• Talanian in 2006 showed that a 2 week (7 sessions) aerobic HIIT training protocol (10 x 4 min, 90% bursts with 2 min rest periods) significantly (up 25%) increased muscle fatty acid oxidation.
  • Trapp in 2008 showed that HIIT training is effective even in overweight deconditioned women as well. A 20-minute cycling HIIT protocol was compared to a 40-minute steady-state cycling regime of the same frequency for 15 weeks. Both groups had similar CV improvements but the HIIT group had significantly greater body fat loss on legs and trunk and improvements in insulin resistance.
  • Boucher in 2010 reviewed the available scientific evidence surrounding HIIT and concluded that while there was valid evidence to show it is more effective at decreasing both subcutaneous and abdominal body fat compared to steady-state training, there is also clear evidence of individual variation in response – not all participants appear to receive the same level of fat loss benefit.
  • Resistance training has also been shown in scientific studies (Melby 1993, Laforgia 1997) to influence EPOC and fat burning when lower volume, higher intensity weight training is utilised in preference to higher volume, moderate resistance work, but the research is still ongoing in this field.

While this is just a brief look at some of the science on high-intensity training, it does illustrate that in comparison to steady-state exercise, the benefits of HIIT training are:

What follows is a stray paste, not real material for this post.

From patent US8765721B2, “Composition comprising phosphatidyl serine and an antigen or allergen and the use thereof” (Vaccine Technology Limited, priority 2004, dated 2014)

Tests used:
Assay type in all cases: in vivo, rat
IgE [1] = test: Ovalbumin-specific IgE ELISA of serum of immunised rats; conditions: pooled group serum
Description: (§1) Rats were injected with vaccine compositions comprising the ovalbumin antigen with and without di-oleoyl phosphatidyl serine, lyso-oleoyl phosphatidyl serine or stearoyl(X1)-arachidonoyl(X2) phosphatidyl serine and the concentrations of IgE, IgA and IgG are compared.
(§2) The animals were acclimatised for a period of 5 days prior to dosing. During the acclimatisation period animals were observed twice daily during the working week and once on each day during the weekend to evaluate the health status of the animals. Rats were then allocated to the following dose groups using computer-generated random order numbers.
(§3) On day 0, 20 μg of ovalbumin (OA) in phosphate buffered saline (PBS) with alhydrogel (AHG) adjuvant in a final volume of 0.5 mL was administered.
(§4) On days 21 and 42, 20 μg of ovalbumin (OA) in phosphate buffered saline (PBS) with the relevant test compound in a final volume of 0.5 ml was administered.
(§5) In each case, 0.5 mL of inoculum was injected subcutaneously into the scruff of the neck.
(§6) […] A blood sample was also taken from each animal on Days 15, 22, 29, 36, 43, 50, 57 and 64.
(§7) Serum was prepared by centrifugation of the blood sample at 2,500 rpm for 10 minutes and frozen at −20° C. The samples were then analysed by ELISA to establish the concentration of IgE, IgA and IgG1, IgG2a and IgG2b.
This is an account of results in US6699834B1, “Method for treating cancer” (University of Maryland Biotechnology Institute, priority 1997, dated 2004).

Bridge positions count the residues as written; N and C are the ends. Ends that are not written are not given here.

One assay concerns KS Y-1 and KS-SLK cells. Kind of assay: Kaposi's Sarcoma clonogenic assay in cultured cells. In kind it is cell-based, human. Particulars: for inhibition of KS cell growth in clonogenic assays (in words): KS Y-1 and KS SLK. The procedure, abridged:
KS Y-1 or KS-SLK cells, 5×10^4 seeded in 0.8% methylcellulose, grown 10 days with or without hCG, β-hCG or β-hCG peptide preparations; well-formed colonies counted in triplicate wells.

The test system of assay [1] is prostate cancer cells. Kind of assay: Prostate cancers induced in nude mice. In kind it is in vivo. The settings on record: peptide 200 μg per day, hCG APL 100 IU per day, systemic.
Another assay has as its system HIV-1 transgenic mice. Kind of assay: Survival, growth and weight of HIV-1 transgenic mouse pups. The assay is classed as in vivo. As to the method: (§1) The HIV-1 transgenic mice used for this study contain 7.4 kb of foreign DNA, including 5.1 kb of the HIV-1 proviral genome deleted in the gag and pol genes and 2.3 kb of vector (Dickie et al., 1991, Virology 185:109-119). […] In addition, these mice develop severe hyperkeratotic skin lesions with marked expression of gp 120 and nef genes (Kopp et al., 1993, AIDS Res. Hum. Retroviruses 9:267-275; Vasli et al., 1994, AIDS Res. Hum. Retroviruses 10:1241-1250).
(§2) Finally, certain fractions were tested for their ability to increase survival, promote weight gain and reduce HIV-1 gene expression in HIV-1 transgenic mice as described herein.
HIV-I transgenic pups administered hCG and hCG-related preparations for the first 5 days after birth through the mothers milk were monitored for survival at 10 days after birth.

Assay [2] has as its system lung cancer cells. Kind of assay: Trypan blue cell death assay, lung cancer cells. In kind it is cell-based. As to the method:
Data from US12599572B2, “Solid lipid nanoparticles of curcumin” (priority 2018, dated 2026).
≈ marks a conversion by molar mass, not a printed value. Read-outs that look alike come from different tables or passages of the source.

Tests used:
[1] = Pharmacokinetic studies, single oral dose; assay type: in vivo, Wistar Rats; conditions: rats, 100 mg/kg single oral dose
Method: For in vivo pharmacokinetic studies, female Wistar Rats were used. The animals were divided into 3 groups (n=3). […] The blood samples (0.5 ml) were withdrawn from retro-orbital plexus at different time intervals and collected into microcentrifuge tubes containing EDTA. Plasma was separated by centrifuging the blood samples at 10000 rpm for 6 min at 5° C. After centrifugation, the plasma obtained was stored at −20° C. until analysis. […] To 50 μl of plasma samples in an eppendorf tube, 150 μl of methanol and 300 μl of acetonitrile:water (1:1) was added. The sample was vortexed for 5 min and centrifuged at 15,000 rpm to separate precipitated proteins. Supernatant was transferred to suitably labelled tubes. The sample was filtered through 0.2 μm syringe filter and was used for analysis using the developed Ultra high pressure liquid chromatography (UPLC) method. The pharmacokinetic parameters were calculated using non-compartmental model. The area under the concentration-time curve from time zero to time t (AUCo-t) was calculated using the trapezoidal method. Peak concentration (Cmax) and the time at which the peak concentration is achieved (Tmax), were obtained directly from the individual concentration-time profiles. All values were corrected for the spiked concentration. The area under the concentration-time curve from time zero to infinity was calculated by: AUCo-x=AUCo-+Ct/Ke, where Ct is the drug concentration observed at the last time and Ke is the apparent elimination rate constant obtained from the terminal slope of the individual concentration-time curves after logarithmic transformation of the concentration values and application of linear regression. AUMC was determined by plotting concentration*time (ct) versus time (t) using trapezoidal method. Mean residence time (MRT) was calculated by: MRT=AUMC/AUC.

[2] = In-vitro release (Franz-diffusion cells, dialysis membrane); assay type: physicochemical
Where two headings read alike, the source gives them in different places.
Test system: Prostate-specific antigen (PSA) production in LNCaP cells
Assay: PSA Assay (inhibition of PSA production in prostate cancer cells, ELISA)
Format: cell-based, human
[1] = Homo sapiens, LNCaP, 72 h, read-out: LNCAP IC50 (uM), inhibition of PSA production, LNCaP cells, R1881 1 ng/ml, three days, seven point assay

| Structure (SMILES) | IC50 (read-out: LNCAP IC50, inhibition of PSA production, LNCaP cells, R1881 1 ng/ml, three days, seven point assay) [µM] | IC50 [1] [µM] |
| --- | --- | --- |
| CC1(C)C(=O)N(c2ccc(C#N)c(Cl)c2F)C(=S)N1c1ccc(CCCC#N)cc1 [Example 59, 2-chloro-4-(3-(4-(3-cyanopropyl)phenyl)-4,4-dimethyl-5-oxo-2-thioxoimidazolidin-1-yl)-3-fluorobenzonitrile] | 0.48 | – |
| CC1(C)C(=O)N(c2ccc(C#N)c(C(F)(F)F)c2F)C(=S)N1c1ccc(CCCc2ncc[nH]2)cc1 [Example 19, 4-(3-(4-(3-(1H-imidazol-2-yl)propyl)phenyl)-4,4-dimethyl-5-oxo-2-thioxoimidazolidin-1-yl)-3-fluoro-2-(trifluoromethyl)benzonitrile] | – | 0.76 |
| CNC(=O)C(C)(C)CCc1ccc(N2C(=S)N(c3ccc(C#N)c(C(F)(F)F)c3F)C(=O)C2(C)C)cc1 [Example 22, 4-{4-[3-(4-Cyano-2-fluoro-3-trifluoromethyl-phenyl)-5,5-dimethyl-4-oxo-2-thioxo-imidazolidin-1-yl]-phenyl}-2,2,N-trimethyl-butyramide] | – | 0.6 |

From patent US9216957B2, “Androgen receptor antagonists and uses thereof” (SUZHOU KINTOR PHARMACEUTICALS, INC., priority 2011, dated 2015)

• it may be as good at providing aerobic training benefits
  • it is better a stimulating anaerobic training benefits
  • it significantly improves body fat reduction
  • it increases EPOC for up to 12 hours’ post-training
  • it improves insulin sensitivity to working muscles

It is important to note that the majority of these studies have been performed in a highly controlled environment and most often using a cycle ergometer (bike) or a treadmill. Whilst it is reasonable to assume these benefits may also carry over to other training modalities, such as circuits, group training or resistance work there is much less current evidence to suggest this is true. Perhaps in time the science will more fully support and provide confirmation that high-intensity training has a broader application across a range of training modalities with the same beneficial results.

In the meantime, while we wait for science to catch up, it is clear that the many different methods of HIIT training can be great fun, they definitely save on time in the gym and it can deliver a real motivational boost to your training. If it does provide an increased fat burning boost as well, then all the better!

Do you love fitness? Ever thought about making a career out of your passion? Find out more about how you can do that through the Nordic Personal Trainer Certificate from Nordic Fitness education.